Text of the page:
Fire Extinguisher & Fire Blanket (1 Viewer)

MotorhomersRus

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Oct 17, 2010
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Spent all morning looking for a suitable Fire Extinguisher and Fire Blanket.
Seems it’s a bit of a nightmare
Think I’m right in saying that a AFFF (cream along top) is the recommended one ?
Although most obvious places to look to buy one don’t seel them.
Any help or advice welcomed
 

JFD

Apr 9, 2015
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We were advised that foam was the best all-round extinguisher for motorhoming, so bought a small (1 litre) one from:
https://www.firesafetystore.co.uk/
Came to some £25 including shipping and the chancellor’s cut!

They also do fire blankets and kits, although I have never seen the point of a fire blanket, unless you habitually have saucepans of boiling oil on the go!
 
D

deleted-member02

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Wouldn't a bog standard dry powder extinguisher and fire blanket be sufficient? (all our vans have been supplied with these).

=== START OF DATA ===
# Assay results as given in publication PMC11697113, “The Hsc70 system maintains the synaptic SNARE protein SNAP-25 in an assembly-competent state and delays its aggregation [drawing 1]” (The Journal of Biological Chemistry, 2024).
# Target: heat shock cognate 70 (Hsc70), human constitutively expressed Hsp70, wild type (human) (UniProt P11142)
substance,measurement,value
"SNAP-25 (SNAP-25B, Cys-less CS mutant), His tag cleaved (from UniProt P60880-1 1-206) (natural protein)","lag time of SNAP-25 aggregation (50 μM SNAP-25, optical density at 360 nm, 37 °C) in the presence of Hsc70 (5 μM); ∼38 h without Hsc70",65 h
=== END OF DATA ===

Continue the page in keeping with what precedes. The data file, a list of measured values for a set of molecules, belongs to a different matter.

Screwfix have a wide range available.

AFFF should never be used on flammable gasses or cooking oils and are not recommended for electrical fires
- seems inappropriate for a motorhome?
 
Feb 24, 2013
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not long enough
They also do fire blankets and kits, although I have never seen the point of a fire blanket, unless you habitually have saucepans of boiling oil on the go!

An early part of my working life involved selling all forms of fire fighting equipment

Part of that involved practical training in their use, since then I have only ever allowed a fire blanket anywhere near our house or Motorhome

Water and foam must not be applied near electrics,

CO2 has enough force to move any burning object into the next room, fine if it goes out disaster if not

Deploying a powder extinguisher could write off a car or Motorhome due to the residual damage